David Hamilton has been appointed to the new position of BFI Executive Director Engagement, Marketing and Communication. David will report into BFI Chief Executive Ben Roberts. He will join the BFI’s Executive Board to together lead the delivery of Screen Culture 2033, the BFI’s 10-year strategy to transform access to our programmes, screen culture and jobs across the UK. With an impressive track record in the charity sector, David joins the BFI from his current role as Director of Communications and Marketing for the NSPCC.
David takes up his post in May 2024 and will lead a new directorate team (Engagement, Marketing and Communication) encompassing the BFI’s marketing, press & PR, brand & design, and corporate and internal communications activities. Through the guiding principle that ‘society needs stories’ and with inclusivity and accessibility at the heart of the BFI’s mission, David’s team will ensure that the BFI’s programmes are enjoyed by the widest range of audiences, and that its work inspires a diverse range of stakeholders and partnerships.
The BFI’s charitable activities include running the BFI National Archive, a cultural programme spanning BFI Southbank, BFI IMAX, BFI Player, the BFI London Film Festival and BFI Flare, Sight and Sound magazine and BFI distribution. As a government arms-length body, the BFI’s work also includes education, research and corporate and industry support, including its role as a National Lottery distributor and the largest public funder for film in the UK.
Hamilton said: “I am thrilled to be joining the BFI as Executive Director of Engagement, Marketing, and Communications. As a lifelong film enthusiast, the BFI’s commitment to nurturing and celebrating the UK’s rich screen culture resonates deeply. I look forward to leading such a talented team and contributing to our shared vision of celebrating and elevating the diverse and vibrant stories that define our screen culture. Together, we will forge new paths, engage wider audiences, and ensure that the BFI continues to support and inspire innovation, creativity, and excellence in the screen industry.”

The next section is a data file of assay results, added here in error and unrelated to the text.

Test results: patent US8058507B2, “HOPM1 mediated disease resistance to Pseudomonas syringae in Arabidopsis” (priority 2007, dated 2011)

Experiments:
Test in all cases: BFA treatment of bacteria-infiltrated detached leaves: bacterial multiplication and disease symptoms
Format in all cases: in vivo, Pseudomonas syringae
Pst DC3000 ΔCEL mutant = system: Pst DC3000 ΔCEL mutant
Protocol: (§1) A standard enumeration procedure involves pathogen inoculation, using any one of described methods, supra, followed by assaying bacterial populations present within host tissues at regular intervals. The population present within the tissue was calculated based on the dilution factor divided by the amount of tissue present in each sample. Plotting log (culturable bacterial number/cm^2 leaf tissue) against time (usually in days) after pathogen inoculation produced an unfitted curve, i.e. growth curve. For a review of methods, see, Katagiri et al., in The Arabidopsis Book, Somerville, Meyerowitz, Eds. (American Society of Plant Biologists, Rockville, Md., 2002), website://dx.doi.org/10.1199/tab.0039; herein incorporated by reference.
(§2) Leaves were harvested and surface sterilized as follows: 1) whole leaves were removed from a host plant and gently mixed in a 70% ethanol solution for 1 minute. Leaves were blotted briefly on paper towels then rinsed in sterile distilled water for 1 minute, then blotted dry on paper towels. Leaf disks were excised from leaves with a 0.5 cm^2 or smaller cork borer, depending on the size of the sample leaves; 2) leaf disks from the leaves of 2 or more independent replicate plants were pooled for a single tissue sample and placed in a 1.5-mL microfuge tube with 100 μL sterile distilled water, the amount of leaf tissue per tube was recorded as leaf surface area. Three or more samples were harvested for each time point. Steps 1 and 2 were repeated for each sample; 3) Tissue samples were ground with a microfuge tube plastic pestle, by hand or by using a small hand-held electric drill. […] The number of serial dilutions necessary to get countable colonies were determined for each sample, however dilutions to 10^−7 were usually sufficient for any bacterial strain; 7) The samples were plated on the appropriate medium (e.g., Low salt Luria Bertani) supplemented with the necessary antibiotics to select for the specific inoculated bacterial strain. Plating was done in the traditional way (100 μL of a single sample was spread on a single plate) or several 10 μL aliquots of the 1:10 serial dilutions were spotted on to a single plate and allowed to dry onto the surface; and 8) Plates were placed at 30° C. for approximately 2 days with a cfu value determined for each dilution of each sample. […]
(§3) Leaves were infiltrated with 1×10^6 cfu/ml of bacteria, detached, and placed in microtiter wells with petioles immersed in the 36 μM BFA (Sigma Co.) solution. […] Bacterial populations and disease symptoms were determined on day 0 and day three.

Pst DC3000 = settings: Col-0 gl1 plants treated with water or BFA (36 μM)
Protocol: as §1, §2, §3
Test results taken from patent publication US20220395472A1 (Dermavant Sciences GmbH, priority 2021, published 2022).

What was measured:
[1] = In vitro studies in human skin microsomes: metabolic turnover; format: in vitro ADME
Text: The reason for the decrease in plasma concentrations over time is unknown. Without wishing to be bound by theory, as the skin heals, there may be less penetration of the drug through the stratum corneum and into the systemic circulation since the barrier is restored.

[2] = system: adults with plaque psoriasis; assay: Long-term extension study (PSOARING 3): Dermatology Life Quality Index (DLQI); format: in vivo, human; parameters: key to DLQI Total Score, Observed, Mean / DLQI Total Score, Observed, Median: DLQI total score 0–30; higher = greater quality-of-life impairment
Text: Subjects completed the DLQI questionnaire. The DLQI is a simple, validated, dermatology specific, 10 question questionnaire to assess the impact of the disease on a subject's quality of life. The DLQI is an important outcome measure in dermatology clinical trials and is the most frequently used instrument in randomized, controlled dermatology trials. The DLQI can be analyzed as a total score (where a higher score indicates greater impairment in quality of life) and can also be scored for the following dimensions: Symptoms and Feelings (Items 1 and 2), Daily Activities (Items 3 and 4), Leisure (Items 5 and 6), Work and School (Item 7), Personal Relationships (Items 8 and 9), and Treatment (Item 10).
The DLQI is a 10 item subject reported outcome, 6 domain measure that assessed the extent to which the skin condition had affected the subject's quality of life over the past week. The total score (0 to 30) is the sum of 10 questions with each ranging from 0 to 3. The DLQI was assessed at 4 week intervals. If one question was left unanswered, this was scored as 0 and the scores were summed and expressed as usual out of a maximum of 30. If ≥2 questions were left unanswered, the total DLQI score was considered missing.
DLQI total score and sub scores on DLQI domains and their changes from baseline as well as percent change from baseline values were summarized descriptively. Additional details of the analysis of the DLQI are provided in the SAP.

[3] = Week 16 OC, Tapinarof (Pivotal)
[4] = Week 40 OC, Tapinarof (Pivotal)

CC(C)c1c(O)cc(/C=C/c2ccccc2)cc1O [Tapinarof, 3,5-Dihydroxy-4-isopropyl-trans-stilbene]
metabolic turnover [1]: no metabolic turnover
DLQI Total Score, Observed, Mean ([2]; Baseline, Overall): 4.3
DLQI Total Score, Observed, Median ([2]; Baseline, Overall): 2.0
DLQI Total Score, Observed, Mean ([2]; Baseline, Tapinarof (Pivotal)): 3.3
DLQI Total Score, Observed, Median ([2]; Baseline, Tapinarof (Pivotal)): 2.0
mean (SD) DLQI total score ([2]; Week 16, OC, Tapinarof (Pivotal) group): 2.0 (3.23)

Ben Roberts, BFI Chief Exec, said: “David joins the BFI at a critical time, as we begin to realise our ambitions both for the BFI’s cultural programmes and for the screen sector, including our work to strengthen independent film. I’m delighted that we will be able to benefit from his wealth of experience in marketing and communications across the charity sector, and he brings a collaborative and inclusive approach which will strengthen our collaborative efforts across the wider sector.”
David has been Director of Communications and Marketing for the NSPCC and Childline since 2020 where he has led a team of over 100 people across public relations, media, marketing, digital comms, data, and volunteer and staff communications. Previously, he led Communications at Scouts, the largest youth movement in the UK, with over 640,000 members. There he delivered an ambitious strategy to modernise the Movement’s image, which saw the development of a new award-winning brand and record levels of engagement.
David is a past chair of the PR and Communications Council and has been named as one of the UK’s top ten charity communicators in the PRWeek Power Book and top ten charity marketers in Marketing Week. He is a winner of the IoD PR Director of the Year award and is a Chartered Fellow of the CIPR.
David joins the BFI’s Executive Board, Chaired by Chief Executive Ben Roberts and including Harriet Finney, Deputy CEO and Executive Director Corporate & Industry Affairs; Arike Oke, Executive Director Knowledge Learning & Collections; Jason Wood, Executive Director Public Programme & Audiences (including Editorial/Sight & Sound); Francesca Vinti, Executive Director Fundraising & Enterprise, Neil Williams, Executive Director Technology & Digital Transformation and Alyson Hagan, Executive Director Finance, People and Business Operations.
Screen Culture 2033 comprises six major ambitions which will see the BFI:
- Transform its relationship with audiences across the UK and become known as an open house to all for the discovery of screen storytelling.
- Advocate for the value of the full breadth of screen culture including video games and interactive work.
- Create a screen archive of the future that is the most open in the world.
- Be digital-first in delivering cultural programmes through BFI+, the next generation streaming service, expanding reach and access for all.
- Championing screen culture in school curricula; and build a skilled and sustainable workforce that reflects the UK population.
- Addressing where the sector needs support in delivering public benefit most through its National Lottery funding, policy work and evidence.
To achieve all of this the BFI will work to become more financially resilient in its approach, building on its charitable and commercial income.